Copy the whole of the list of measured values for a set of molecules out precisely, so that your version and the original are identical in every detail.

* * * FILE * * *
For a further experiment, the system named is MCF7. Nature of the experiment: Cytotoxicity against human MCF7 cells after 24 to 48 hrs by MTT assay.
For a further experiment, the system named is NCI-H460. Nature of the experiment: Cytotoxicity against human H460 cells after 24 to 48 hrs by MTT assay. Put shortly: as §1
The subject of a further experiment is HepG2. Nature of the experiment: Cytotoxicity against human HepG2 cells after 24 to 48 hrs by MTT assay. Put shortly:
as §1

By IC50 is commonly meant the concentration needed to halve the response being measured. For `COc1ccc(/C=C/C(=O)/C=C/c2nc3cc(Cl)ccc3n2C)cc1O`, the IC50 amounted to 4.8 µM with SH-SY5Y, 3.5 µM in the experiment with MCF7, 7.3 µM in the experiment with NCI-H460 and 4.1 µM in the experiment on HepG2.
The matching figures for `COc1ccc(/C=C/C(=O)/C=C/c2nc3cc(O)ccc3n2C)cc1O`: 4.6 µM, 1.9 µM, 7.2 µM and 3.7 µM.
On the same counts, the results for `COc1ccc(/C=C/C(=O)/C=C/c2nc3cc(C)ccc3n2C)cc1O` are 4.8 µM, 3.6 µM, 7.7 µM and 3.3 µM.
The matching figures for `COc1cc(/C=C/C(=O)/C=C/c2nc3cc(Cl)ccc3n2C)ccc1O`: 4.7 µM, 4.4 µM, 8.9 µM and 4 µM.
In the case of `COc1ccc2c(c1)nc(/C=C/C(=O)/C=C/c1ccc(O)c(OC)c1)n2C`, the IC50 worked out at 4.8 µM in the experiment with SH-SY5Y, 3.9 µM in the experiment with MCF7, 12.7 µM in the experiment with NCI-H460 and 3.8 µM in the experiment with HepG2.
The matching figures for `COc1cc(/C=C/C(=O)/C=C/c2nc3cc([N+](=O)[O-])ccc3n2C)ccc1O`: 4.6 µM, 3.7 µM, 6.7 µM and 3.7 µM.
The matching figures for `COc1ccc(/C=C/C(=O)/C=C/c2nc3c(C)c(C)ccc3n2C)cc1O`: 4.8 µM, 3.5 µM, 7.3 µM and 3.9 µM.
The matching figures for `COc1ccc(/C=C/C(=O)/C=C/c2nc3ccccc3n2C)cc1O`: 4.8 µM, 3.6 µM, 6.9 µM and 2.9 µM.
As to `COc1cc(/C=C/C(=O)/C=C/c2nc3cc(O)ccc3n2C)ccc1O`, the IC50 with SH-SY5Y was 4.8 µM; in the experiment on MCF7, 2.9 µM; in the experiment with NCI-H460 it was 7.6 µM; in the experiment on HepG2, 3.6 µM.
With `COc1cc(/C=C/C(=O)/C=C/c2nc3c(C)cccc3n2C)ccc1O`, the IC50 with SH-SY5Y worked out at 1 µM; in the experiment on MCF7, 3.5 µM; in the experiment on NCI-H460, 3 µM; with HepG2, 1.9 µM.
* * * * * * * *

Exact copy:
For a further experiment, the system named is MCF7. Nature of the experiment: Cytotoxicity against human MCF7 cells after 24 to 48 hrs by MTT assay.
For a further experiment, the system named is NCI-H460. Nature of the experiment: Cytotoxicity against human H460 cells after 24 to 48 hrs by MTT assay. Put shortly: as §1
The subject of a further experiment is HepG2. Nature of the experiment: Cytotoxicity against human HepG2 cells after 24 to 48 hrs by MTT assay. Put shortly:
as §1

By IC50 is commonly meant the concentration needed to halve the response being measured. For `COc1ccc(/C=C/C(=O)/C=C/c2nc3cc(Cl)ccc3n2C)cc1O`, the IC50 amounted to 4.8 µM with SH-SY5Y, 3.5 µM in the experiment with MCF7, 7.3 µM in the experiment with NCI-H460 and 4.1 µM in the experiment on HepG2.
The matching figures for `COc1ccc(/C=C/C(=O)/C=C/c2nc3cc(O)ccc3n2C)cc1O`: 4.6 µM, 1.9 µM, 7.2 µM and 3.7 µM.
On the same counts, the results for `COc1ccc(/C=C/C(=O)/C=C/c2nc3cc(C)ccc3n2C)cc1O` are 4.8 µM, 3.6 µM, 7.7 µM and 3.3 µM.
The matching figures for `COc1cc(/C=C/C(=O)/C=C/c2nc3cc(Cl)ccc3n2C)ccc1O`: 4.7 µM, 4.4 µM, 8.9 µM and 4 µM.
In the case of `COc1ccc2c(c1)nc(/C=C/C(=O)/C=C/c1ccc(O)c(OC)c1)n2C`, the IC50 worked out at 4.8 µM in the experiment with SH-SY5Y, 3.9 µM in the experiment with MCF7, 12.7 µM in the experiment with NCI-H460 and 3.8 µM in the experiment with HepG2.
The matching figures for `COc1cc(/C=C/C(=O)/C=C/c2nc3cc([N+](=O)[O-])ccc3n2C)ccc1O`: 4.6 µM, 3.7 µM, 6.7 µM and 3.7 µM.
The matching figures for `COc1ccc(/C=C/C(=O)/C=C/c2nc3c(C)c(C)ccc3n2C)cc1O`: 4.8 µM, 3.5 µM, 7.3 µM and 3.9 µM.
The matching figures for `COc1ccc(/C=C/C(=O)/C=C/c2nc3ccccc3n2C)cc1O`: 4.8 µM, 3.6 µM, 6.9 µM and 2.9 µM.
As to `COc1cc(/C=C/C(=O)/C=C/c2nc3cc(O)ccc3n2C)ccc1O`, the IC50 with SH-SY5Y was 4.8 µM; in the experiment on MCF7, 2.9 µM; in the experiment with NCI-H460 it was 7.6 µM; in the experiment on HepG2, 3.6 µM.
With `COc1cc(/C=C/C(=O)/C=C/c2nc3c(C)cccc3n2C)ccc1O`, the IC50 with SH-SY5Y worked out at 1 µM; in the experiment on MCF7, 3.5 µM; in the experiment on NCI-H460, 3 µM; with HepG2, 1.9 µM.